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The Era of Crypto-Cracy

Updated: Oct 31, 2022

Image credits: the Geostrata graphics team


On March 14th, 2021, Bitcoin surged to the $60,000 mark. The News over some years has been dominated by the ginormous rise in prices and popularity of cryptocurrencies like Bitcoin and Ethereum. Even some of the top billionaires are divided over their utility. While Elon Musk’s Tesla invested a whopping 1.5 billion dollars in Bitcoin, Charlie Munger, the legendary billionaire investor and Vice-Chairman of Berkshire Hathaway, stated: “Bitcoin is worthless artificial gold”. These two cases reflect two extreme camps, one where people are hailing crypto-currencies as revolutionary in fundamentally changing our concept of currencies-fiat currencies being the prevalent one.

Some see it as a bubble-citing some problems like cryptocurrencies having no inherent value in themselves as such. Both these extremes hold some truth, and the canvas of cryptocurrencies is still being painted. Between these two extremes exists most people who see the happenings from afar and adjust and develop their actions as things progress. What are cryptocurrencies, and why are they becoming so popular? Where do they fit in the broader picture, and what does it all teach us about human psychology?


Cryptocurrencies are a form of digital currency, blockchain technology being the foundational basis, but more on that later. To better understand the phenomenon of cryptocurrencies, first, we need to look at the broader picture. It is essential to dive down into the concept of money and the problems and fears about the modern idea of money, which boosts cryptocurrencies. Money is essentially a medium of exchange. We value things in terms of money which represents the value we attribute to the labour that went into producing that commodity (plus profits obviously: the reward). The modern economy is nothing but the human civilisation exchanging values on a ginormous scale per second, day in and day out, years after years. Money, in that sense, is the enabling factor.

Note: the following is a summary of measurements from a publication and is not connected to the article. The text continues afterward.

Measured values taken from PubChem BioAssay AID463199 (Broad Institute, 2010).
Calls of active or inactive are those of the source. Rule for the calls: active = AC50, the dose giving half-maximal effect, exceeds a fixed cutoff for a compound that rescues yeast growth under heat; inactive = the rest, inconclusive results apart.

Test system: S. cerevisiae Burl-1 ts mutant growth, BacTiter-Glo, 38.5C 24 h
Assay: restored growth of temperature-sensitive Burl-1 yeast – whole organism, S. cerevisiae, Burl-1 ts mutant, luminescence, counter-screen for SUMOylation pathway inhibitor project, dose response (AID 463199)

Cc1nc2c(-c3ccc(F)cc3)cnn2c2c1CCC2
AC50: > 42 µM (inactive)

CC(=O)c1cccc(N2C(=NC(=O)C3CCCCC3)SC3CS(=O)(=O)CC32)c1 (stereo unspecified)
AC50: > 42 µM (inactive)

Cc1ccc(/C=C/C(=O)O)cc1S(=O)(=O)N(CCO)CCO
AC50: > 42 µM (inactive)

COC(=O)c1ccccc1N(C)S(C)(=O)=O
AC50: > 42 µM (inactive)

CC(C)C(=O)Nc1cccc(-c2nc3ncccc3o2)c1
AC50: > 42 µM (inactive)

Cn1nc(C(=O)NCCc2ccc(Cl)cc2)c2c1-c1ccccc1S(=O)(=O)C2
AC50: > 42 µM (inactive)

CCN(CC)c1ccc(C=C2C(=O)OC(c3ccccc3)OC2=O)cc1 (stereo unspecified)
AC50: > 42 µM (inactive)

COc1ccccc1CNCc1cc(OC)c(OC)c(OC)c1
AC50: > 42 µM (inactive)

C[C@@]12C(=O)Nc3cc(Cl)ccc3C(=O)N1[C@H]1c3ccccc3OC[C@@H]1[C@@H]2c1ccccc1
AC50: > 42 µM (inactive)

We live in the era of fiat currencies- paper currencies. Unlike the gold and silver coins that were prevalent centuries ago, fiat currencies have no inherent value. Until 1971, all major currencies were pegged to the American dollar, which again was pegged to gold. This system provided stability to the post-world war economies for decades. However, as economies grew, it became tough to peg the dollar with gold constantly, and therefore, this relationship was broken under the Nixon administration. Now all of these major currencies are free-floating in the foreign exchange market. Their prices are driven by their demand and supply, which is determined by how much belief the people have in the economies of their origin. With this background in place, we are better equipped to understand the world of cryptocurrencies and how it matters to us.


Cryptocurrencies and Blockchain technology work side by side. In simple terms, blockchain technology is a form of database- where’s the catch? A decentralised structure of a database. Let us further explore that. Consider the internet, which is essentially the transfer of data when reduced to its fundamental principles. Gazillions of the quantity of data being transferred worldwide per second, day in and day out. Blockchain makes sense when we consider how exactly this transfer takes place. Servers. Yes, this transfer of data takes place through servers, and these servers are highly centralised. Now, although this system has served us for decades, it is not perfect.

Centralisation comes with its problems: authorities in control of the servers tend to accumulate a lot of influence and power, which leaves most of us at their mercy. For example, the US Congress and even the European Union called the CEOs of big tech companies like Facebook, Alphabet, and Twitter over privacy concerns. A classic case of centralisation of the database. Also, centralisation allows the choking of the whole apparatus. Say- malicious viruses hack Google’s servers, this could lead to a literal meltdown worldwide, say what if the stock markets become inaccessible for a while. Billions of dollars could be lost this way.